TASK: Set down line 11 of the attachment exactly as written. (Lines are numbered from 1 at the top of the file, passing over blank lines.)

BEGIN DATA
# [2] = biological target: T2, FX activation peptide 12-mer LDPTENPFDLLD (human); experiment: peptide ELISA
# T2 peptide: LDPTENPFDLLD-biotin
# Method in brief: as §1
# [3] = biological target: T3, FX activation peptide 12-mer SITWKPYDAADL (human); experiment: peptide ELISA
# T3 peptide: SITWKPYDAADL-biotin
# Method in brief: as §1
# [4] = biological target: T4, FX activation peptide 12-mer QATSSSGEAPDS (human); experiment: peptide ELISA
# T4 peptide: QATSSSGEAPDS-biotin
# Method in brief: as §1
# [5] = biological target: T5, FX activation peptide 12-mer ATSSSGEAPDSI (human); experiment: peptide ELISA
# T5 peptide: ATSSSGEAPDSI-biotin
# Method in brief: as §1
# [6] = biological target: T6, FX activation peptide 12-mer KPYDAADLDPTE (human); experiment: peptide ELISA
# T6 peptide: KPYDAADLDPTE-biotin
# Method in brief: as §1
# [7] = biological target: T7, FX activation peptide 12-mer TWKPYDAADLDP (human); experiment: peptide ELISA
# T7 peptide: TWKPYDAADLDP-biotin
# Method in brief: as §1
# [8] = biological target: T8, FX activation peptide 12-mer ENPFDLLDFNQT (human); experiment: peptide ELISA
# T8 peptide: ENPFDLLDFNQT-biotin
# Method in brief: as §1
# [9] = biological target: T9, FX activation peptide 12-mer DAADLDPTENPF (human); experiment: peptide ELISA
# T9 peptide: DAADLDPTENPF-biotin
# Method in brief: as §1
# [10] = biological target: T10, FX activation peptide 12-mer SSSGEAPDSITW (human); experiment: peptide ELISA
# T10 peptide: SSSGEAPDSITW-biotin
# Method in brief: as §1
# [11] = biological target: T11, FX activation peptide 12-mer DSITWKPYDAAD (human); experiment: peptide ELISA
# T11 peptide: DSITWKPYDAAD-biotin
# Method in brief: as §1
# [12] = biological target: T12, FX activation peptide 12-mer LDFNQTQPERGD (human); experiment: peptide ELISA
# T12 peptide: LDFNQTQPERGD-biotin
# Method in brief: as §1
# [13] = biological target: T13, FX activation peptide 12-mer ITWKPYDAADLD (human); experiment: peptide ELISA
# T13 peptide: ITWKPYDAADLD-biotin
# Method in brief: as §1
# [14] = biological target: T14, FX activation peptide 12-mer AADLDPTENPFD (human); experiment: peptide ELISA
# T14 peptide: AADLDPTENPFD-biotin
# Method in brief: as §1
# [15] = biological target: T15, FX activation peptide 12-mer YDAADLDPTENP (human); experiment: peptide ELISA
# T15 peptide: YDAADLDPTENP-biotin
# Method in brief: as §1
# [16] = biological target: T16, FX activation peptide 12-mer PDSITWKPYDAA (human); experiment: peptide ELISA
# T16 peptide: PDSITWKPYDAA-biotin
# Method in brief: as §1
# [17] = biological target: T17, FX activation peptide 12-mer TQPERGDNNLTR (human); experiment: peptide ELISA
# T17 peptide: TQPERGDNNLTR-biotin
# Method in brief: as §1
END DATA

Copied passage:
# T5 peptide: ATSSSGEAPDSI-biotin